Alexander McQueen Gives Us a Show Worth Buzzing Over

Thank god for Sarah Burton. After a day that threatened to be overshadowed by yet another display of petty defensiveness from a designer in response to Cathy Horyn's cutting reviews (this time from Hedi Slimane, who, after Horyn slammed his debut collection for Yves Saint Laurent, took to his website to call her a "schoolyard bully" and accused her of being biased towards Raf Simons), how refreshing to see a truly fantastic collection without any designer ego.
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Leah Chernikoff
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Thank god for Sarah Burton. After a day that threatened to be overshadowed by yet another display of petty defensiveness from a designer in response to Cathy Horyn's cutting reviews (this time from Hedi Slimane, who, after Horyn slammed his debut collection for Yves Saint Laurent, took to his website to call her a "schoolyard bully" and accused her of being biased towards Raf Simons), how refreshing to see a truly fantastic collection without any designer ego.
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Thank god for Sarah Burton.

After a day that threatened to be overshadowed by yet another display of petty defensiveness from a designer in response to Cathy Horyn's cutting reviews (this time from Hedi Slimane, who, after Horyn slammed his debut collection for Yves Saint Laurent, took to his website to call her a "schoolyard bully" and accused her of being biased towards Raf Simons), how refreshing to see a truly fantastic collection without any designer ego.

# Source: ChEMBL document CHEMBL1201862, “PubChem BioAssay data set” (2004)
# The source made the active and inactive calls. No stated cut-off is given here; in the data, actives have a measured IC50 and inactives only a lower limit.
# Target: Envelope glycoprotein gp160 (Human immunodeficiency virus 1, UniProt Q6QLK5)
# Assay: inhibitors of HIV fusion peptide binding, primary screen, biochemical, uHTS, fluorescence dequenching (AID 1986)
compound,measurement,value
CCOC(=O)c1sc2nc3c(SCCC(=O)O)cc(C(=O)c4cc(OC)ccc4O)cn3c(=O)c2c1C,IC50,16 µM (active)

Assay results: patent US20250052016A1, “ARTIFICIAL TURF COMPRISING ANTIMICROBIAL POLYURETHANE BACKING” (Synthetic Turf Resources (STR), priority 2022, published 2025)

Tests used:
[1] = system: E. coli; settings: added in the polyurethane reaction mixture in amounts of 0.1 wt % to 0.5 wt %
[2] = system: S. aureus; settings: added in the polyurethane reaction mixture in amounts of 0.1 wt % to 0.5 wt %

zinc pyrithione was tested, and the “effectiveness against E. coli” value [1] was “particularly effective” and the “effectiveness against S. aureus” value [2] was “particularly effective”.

For Alexander McQueen's spring 2013, Sarah Burton was inspired by bees. Before the show even began a buzzing noise filled the venue and a screen showed projections of bees buzzing in hives. The runway was done in a honeycomb pattern.

When the show started the bee-theme manifested itself on fitted, honeycomb printed jackets with a peplum (I suppose they were "wasp waisted" har har) over sheer honeycomb cropped pants, fit-and-flare skirts, and short shorts--all of it done up in golden honey colors. Models were haute apiarists in structured honeycombed hats that came down over their eyes. Shoes were honeycomb printed as well--from ankle boots to thigh highs. Bees make that sweet honey but don't forget--like any woman who knows how to use her feminine wiles, they can sting too. The sting was in the dominatrix edge: cages over tight corsets and hoop skirts.

The structured, fitted feminine silhouettes (a nod to the McQueen archives) seemed a response to last year's voluminous ruffle explosion. But you can't have a proper dramatic finale with about a little bit of volume, and for spring Sarah Burton went with hoop skirts, which got bigger and more embellished as they reached the final look. Models looked like they were floating down the runway. And for the final touch--The Archies' "Sugar Sugar" played during the final walk through. After all the jarring buzzing and abstract noise that played before and during the show, it was the perfect end to a pretty perfect show. Props to Tim Blanks for dubbing Burton the "McQueen Bee."

Photos: Imaxtree